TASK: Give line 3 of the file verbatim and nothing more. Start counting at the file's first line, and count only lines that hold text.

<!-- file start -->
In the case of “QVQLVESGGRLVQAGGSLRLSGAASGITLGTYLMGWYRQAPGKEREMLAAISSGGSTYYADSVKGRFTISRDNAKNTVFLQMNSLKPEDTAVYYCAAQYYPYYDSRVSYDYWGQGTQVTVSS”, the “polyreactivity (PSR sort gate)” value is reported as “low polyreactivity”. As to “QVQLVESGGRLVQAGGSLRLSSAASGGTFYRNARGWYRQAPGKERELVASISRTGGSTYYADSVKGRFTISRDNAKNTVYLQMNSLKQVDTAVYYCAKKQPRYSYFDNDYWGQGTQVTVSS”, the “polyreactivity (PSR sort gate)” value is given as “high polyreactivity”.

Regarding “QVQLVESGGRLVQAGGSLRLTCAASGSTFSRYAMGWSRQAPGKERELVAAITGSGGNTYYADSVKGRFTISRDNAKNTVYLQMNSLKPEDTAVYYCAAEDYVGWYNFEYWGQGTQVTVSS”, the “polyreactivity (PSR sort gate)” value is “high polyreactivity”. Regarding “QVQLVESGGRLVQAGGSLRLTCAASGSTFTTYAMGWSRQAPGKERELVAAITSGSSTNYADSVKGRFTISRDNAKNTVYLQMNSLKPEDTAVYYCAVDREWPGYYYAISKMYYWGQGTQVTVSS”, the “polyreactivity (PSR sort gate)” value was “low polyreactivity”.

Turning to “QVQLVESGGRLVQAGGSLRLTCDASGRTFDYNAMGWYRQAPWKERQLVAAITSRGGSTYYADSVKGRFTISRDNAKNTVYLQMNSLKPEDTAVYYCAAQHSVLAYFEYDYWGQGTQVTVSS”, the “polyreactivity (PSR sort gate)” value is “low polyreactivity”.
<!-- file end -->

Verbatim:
Turning to “QVQLVESGGRLVQAGGSLRLTCDASGRTFDYNAMGWYRQAPWKERQLVAAITSRGGSTYYADSVKGRFTISRDNAKNTVYLQMNSLKPEDTAVYYCAAQHSVLAYFEYDYWGQGTQVTVSS”, the “polyreactivity (PSR sort gate)” value is “low polyreactivity”.